# Find the layer to edit
layer = qgis.utils.iface.activeLayer()
# Implement the Add Feature button
Then add the features you wish to add to the layer.
A good alternative to the official Scihub is the mirrored Sentinel-2 data on Amazon Web Services.
Sentinel-2 on AWS
This has the advantage of better uptime and the products are already saved in their MGRS tiles, which makes downloading a lot faster.
The data is stored in a public bucket with the scheme tiles/[UTM code]/latitude band/square/[year]/[month]/[...
Speaking purely from a data storage and analysis perspective, the geography type for PostGIS was designed with the antimeridian in mind (among several design goals). There are several functions specifically designed for the geography type.
For instance, consider a LineString across Taveuni, Fiji (mapped with Great Circle Mapper), which straddles the ...
See the Overpass API Language Guide. Basically you seem to want all data in a bounding box. Depending on your use-case you might want to download nodes, ways and relations.
overpass turbo already has a preset for this. Just go to Load and select Map Call. The resulting query is:
Change xml to json to ...
I was able to do it using geoserver-manager.
The code is:
GeoServerRESTPublisher geoServerRESTPublisher = new GeoServerRESTPublisher("http://localhost:8090/geoserver", "admin", "geoserver");
geoServerRESTPublisher.publishGeoTIFF("myWS", "myTiff", "myTiff",
new File("d:\\work\\myTiff.tif"), "EPSG:900913",
Shapely is one of the Geos Python bindings and has cascaded_union and unary_union implemented since versions 2.16 (GEOSCascadedUnion is deprecated since GEOS version 3.2.+ and GEOSUnaryUnion must be used instead: it can operate on different geometry types, not only polygons as is the case for the older cascaded unions).
Convert QGIS geometries to Shapely ...
The current GeoJSON specification is geojson.org/geojson-spec.html and it defines "positions" as
A position is represented by an array of numbers. There must be at
least two elements, and may be more. The order of elements must follow
x, y, z order (easting, northing, altitude for coordinates in a
projected coordinate reference system, or longitude, ...
You can use the rasterio library:
coords = ((147.363,-36.419), (147.361,-36.430))
elevation = 'srtm_66_20.tif'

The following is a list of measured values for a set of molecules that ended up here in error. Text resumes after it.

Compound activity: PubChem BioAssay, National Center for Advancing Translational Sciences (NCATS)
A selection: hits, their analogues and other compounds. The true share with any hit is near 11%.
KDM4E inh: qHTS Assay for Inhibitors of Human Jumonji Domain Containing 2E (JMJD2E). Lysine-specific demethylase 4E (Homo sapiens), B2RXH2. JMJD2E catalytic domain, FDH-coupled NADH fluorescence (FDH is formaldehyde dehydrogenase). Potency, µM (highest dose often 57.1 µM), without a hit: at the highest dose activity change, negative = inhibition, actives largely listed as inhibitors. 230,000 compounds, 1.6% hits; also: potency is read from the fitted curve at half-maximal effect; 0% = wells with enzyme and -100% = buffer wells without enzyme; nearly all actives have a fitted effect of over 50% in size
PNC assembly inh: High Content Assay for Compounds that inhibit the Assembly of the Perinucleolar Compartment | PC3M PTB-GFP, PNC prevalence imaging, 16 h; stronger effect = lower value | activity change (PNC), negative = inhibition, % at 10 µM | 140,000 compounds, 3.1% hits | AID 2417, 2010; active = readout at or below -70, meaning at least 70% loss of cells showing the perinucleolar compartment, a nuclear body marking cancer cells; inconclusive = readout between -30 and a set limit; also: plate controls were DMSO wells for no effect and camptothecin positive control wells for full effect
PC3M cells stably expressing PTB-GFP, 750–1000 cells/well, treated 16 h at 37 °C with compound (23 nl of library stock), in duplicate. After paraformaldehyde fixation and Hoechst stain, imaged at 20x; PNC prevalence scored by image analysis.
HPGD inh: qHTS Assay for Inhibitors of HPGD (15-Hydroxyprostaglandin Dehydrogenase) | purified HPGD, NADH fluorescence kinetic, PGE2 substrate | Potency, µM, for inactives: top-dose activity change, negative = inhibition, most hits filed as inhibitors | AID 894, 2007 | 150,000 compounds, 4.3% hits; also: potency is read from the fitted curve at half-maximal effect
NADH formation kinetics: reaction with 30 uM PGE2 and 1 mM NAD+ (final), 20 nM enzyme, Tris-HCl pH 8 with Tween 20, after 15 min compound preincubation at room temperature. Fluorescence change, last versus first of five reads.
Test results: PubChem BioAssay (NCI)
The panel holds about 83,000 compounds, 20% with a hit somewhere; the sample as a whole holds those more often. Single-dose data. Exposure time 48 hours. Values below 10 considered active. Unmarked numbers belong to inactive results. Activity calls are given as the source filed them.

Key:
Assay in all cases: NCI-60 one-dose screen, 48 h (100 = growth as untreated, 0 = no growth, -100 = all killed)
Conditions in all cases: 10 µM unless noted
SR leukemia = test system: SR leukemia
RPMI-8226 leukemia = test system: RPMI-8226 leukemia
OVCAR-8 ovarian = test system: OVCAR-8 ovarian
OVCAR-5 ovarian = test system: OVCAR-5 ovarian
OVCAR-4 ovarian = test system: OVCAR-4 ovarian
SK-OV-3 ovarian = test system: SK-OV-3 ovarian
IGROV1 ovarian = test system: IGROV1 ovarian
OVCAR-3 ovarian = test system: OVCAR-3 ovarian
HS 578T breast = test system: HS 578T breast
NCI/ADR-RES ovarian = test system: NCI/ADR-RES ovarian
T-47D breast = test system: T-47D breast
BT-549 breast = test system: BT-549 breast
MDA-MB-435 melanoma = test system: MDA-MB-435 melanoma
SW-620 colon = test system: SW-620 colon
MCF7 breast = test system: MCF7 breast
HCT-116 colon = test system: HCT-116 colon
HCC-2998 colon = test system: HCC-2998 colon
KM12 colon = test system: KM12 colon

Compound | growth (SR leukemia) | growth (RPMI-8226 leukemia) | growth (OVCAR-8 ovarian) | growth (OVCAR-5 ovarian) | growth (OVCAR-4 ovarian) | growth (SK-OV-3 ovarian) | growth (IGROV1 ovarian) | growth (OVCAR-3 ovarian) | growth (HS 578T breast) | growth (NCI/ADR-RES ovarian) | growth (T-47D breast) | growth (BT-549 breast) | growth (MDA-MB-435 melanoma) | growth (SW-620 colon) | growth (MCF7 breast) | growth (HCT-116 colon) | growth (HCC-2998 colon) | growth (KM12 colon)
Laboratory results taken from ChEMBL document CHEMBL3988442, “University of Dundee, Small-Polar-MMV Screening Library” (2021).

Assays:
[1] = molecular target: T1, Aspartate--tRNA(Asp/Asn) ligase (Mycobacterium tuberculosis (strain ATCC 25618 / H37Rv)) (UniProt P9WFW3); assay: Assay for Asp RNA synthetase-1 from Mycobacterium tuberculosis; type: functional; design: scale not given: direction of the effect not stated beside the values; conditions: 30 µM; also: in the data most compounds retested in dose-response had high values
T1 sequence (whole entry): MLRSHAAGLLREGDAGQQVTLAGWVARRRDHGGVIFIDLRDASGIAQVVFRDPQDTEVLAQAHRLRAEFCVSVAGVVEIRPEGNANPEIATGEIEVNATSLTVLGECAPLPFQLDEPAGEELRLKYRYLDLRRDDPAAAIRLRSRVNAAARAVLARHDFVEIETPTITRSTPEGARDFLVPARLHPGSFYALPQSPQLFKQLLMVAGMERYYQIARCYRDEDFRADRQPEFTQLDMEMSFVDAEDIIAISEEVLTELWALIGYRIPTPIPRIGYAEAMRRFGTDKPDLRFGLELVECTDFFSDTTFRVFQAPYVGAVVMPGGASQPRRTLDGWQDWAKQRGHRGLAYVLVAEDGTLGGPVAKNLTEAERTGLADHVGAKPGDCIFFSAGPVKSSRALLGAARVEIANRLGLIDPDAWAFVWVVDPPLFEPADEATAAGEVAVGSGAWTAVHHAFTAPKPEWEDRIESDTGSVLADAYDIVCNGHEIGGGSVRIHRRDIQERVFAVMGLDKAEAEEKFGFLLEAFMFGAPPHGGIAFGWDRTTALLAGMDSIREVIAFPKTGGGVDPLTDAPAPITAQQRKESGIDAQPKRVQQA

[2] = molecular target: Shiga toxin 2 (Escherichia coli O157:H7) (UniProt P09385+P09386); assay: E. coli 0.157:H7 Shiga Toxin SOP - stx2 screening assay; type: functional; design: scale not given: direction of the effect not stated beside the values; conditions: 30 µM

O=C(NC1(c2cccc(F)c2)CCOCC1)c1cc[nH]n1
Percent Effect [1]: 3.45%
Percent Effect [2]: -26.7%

with rasterio.open(elevation) as src:
vals = src.sample(coords)
for val in vals:
print(val) #val is an array of values, 1 element
#per band. src is a single band raster
I guess you are using the QOSM plugin to display the OpenCycleMap, since the standard OSM map does not have API keys.
You can obtain an API key from the map producer Thunderforest. They provide details here, including a sample tile request URL. You can add that to the properties of the QOSM layer, inserting the line
A WFS is just an API but conveniently one where everyone has agreed a standard way of talking to it beforehand. So rather than having to read a new bunch of documentation and write some new code for every new dataset you would like to add to your client you can pull in a library that has implemented the standard and use that.
As to why you might offer ...
I've just gone through this decision for my new mobile project and the clear winner is OpenLayers. Leaflet, as of this writing, was rather sluggish on mobile. The transitions for pan/zoom did not feel smooth and it was disorienting at times. Short of going native, I tried OpenLayers and the experience is much better. Still not as good as native, but ...
There is no way to do it "directly"... One way is to design a REST web service which would return GeoJSON data. A typical example is your client (OpenLayers map) sending a request to your server with the bounding box of your map viewport as parameter.
You'll need to tap into the api's for twitter, flickr and youtube.
Discussion specific to twitter here (from 2010): https://stackoverflow.com/questions/4337319/how-to-search-only-for-geotagged-tweets
Looking at the docs for twitter, you have to issue a get request to the api that includes a search location ...
If you do not find any it is not difficult to set up your own. Install Geoserver and you can get geojson out from WFS with requests like